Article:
VT-20018/1 documents Babson’s performance earlier in 1987 at Gerrard Hall on March 28th for the Southern Accents Fine Arts Festival at UNC, where he is again joined by Andy Cahan. Additional audio recordings and interviews of Babson can be accessed in the Andy Cahan Collection (#20018).
Gene Bluestein hosted a number of guests on his series Folk Sources in American Culture while at California State University. Many of these segments can be found in the Gene Bluestein collection (#20379). On this particular day, he hosted Nona Beamer, who shared examples of instruments and related Hawaiian folk traditions.
Pulled a few favorites by the great Cecil Taylor today in honor of the artist’s passing. Taylor was incredibly prolific, but for the briefest of surveys of his music the three albums pictured above might be a place to start.
The Cecil Taylor Quartet, looking ahead! (Contemporary Records, 1958), was recorded in the Nola Penthouse Studios in New York City, June 9, 1958 and features Earl Griffith on the vibra-harp, Buell Neidlinger on bass, and Dennis Charles on drums. Working as the leader of a quartet, Taylor stretches the tonal, melodic, and rhythmic structure of the pieces and his collaborators. The second album, Embraced (Pablo, 1977), recorded live in New York City is a collaboration between Taylor and one of his influences and another pioneer of the avant-garde, Mary Lou Williams. The two artists take the listener through the history of jazz, from spirituals and ragtime through boogie, bop, blues, and beyond into the future. Finally, For Olim (Soul Note, 1987), a solo album recorded April 9, 1986 at “Workshop Freie Music 1986” in Berlin, a collection of works that demonstrate the full range of Taylor’s compositional and performance skills, challenging and thrilling listening.
You can hear clips on our instagram, @sfolklife. You may also want to tune into the 24 hour memorial broadcast on WKCR that will extend through Sunday, April 8 at 8PM.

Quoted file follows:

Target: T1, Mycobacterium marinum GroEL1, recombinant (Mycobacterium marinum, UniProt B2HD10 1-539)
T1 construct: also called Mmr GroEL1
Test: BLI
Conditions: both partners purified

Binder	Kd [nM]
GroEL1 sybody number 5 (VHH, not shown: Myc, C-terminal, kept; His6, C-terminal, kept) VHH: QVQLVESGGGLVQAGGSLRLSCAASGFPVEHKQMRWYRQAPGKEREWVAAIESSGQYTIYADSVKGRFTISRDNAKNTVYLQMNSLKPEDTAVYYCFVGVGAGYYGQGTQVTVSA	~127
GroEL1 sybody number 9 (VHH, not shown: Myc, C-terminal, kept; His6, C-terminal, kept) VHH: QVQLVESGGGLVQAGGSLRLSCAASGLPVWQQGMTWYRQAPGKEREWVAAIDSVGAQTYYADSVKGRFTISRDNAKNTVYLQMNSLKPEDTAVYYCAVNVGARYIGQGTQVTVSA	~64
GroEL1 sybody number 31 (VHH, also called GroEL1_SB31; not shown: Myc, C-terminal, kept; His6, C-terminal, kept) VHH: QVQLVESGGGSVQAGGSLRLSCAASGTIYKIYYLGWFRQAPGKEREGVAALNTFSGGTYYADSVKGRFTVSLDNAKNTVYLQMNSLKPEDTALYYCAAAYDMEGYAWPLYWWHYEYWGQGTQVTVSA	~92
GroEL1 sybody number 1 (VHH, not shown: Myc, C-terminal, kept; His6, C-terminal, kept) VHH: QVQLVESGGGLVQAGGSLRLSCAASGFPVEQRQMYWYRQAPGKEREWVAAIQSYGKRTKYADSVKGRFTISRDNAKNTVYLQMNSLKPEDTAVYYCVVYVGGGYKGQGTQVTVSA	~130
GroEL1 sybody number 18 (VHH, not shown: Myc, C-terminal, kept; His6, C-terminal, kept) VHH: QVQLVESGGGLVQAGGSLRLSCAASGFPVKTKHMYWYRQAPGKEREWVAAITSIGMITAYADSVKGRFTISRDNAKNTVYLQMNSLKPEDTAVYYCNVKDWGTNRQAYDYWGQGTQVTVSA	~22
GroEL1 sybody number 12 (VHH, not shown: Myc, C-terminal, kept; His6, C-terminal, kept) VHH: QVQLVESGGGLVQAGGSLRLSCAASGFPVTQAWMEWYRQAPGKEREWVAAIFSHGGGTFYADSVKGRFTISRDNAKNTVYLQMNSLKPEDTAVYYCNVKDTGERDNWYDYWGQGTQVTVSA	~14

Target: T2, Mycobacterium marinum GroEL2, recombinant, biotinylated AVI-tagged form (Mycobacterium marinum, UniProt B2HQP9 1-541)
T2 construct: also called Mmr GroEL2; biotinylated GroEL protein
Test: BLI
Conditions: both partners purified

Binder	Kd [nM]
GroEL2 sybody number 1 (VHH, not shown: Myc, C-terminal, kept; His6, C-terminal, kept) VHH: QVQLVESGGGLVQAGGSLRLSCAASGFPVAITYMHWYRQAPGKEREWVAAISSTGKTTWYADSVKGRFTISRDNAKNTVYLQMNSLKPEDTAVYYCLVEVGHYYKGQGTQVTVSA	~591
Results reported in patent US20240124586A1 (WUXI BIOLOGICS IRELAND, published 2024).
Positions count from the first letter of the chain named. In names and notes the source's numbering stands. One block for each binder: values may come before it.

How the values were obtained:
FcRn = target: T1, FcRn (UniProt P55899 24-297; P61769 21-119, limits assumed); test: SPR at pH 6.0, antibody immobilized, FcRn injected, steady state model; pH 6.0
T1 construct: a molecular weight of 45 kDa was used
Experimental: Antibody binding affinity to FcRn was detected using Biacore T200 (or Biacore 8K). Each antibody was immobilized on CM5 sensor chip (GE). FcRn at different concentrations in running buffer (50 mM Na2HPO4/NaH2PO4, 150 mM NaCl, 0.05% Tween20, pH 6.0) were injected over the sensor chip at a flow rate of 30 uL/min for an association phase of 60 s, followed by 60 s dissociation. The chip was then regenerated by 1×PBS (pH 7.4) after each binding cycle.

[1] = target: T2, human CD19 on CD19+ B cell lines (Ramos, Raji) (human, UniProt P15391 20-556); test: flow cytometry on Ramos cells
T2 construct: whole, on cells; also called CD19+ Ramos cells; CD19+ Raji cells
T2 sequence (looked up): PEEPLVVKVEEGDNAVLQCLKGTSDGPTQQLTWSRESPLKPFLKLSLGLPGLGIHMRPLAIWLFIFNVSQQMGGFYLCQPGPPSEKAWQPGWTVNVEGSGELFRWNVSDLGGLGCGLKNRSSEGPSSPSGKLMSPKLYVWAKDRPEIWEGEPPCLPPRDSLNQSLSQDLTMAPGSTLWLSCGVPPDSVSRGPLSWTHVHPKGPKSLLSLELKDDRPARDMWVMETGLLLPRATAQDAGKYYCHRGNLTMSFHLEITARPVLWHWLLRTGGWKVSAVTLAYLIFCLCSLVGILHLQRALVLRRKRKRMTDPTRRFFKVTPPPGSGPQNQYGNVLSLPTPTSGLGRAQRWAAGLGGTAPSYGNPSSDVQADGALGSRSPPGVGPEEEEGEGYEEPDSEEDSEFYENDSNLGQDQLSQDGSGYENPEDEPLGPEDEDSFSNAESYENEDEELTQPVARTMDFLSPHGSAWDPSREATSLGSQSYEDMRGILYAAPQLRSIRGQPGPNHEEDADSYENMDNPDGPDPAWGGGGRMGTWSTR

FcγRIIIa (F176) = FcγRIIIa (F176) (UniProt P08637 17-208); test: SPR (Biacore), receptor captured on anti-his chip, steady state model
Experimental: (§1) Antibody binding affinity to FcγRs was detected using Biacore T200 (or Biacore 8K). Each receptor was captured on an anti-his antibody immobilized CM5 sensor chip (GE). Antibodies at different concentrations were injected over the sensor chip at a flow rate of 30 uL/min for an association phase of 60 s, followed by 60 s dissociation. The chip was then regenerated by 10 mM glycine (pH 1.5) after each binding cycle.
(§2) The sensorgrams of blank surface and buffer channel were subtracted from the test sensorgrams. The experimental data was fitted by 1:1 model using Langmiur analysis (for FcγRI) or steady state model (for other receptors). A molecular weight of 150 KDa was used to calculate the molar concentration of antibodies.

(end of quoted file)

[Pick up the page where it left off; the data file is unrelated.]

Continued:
Like many of you today, we remember Dr. Martin Luther King, Jr. and his legacy by turning to his own voice and words. In that spirit we’d like to share a clip of a speech Dr. King made to a group of organizers and activists at a Mass Meeting in Birmingham, Alabama, April 1963, digitized from open reel tape recording FT-20008/9832 in the Guy and Candie Carawan Collection (20008). He addresses the audience with seriousness and humor, inspiring them to continue to fight for the cause and lifting them up in solidarity before they all join together to sing “We Shall Overcome”. Listen to those clips here or read the transcription below:
[Martin Luther King, Jr.]: Now what I’m saying to you we are in this together and they are scared to death they don’t know what to do but this demonstrates the power of numbers. Mr. Connor has hollered, I know he’s gonna be a hoarse tonight, he has hollered so loud and when we were leaving I said, “How you doing Mr Connor?”
[MLK mimicking Mr. Conner] “Arrrerrrarrrarr, How the hell you….!”
And so as we were driving out he looked at Billups and we were in the car, he said “You better get on back over that church and I hope you get there safe”